The PGA Tour has denied its members permission to play in the Saudi-funded golf tournament in London next month. The denials were sent to players who had sought permission late Tuesday afternoon.
It had been expected that the PGA Tour would grant waivers for the LIV Golf Invitational event near London because of a precedent allowing players limited releases for overseas events. (All members are required to seek a conflicting event release to compete in non-Tour events.)
However, it is thought the decision is based on a belief that the event in the U.K. is effectively part of a rival series. LIV Golf, which is funded by the Saudi Arabian regime, has announced a schedule of eight tournaments — the second of which is due to be played July 1-3 in Portland, Oregon — with plans for more to come.
A PGA Tour spokesperson declined to confirm any details regarding what was communicated to members on the releases.
Among those who have acknowledged applying for permission to play the tournament —which has a $25 million purse — are Sergio Garcia and Lee Westwood. Players who defy the Tour and play without a green light would be subject to disciplinary action. It is unclear if any player will choose to do that, or if anyone will try to litigate the Tour’s right to influence his schedule.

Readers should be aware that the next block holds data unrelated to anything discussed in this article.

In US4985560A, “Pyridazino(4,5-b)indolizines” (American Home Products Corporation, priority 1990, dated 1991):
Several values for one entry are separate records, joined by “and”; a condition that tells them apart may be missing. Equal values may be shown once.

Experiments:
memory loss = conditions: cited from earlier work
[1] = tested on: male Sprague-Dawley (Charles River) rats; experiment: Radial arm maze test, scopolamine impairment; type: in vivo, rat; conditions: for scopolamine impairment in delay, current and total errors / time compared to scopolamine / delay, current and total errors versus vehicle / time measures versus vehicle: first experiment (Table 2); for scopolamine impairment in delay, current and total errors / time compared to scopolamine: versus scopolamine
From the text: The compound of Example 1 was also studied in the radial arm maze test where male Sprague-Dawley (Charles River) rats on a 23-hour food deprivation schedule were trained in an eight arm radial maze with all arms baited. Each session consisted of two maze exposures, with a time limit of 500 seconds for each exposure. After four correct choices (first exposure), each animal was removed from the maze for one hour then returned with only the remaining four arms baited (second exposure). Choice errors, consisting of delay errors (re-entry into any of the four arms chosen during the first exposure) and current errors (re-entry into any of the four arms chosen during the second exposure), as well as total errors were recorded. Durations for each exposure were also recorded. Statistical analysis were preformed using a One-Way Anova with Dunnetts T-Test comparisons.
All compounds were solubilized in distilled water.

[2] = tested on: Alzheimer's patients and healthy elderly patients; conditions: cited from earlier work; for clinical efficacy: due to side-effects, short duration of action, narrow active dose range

The first LIV Golf Invitational is scheduled for June 9-11 at Centurion Golf Club outside of London, with a 48-man field competing for a $20 million purse over 54 holes. The winner gets $4 million — to date the richest prize in golf — and last place gets $120,000.
One player, who spoke with Golfweek under the condition of anonymity, said he has since been monitoring the reaction of PGA Tour commissioner Jay Monahan.
“I’m for sure weighing up the pros and cons of making a jump like this,” the player said. “What Jay decides is a hugely important part of that. Asking permission to play an international ‘tour’ event is something I’ve done with the PGA Tour since I first took my card many years ago,” the player said. “I understand the initial construct of this LIV tour was destructive in nature if the PGA Tour didn’t want part of it. Here in the short term, the events are being scheduled to be as non-conflicting as possible which is difficult to do. As a player who plays multiple tours, conflicting events is something we always deal with and I don’t see how the LIV tour is any different until it’s 48 guys locked in for 14 events a season.”
Next Tuesday, May 17, is the deadline by which players must request waivers to compete in the second Saudi event, which will be held July 1-3 at Pumpkin Ridge Golf Club in Portland, Oregon. PGA Tour policy does not permit releases to be granted for events played against its own schedule in North America, so no applications for that tournament were expected to be granted.
Contributing: The Associated Press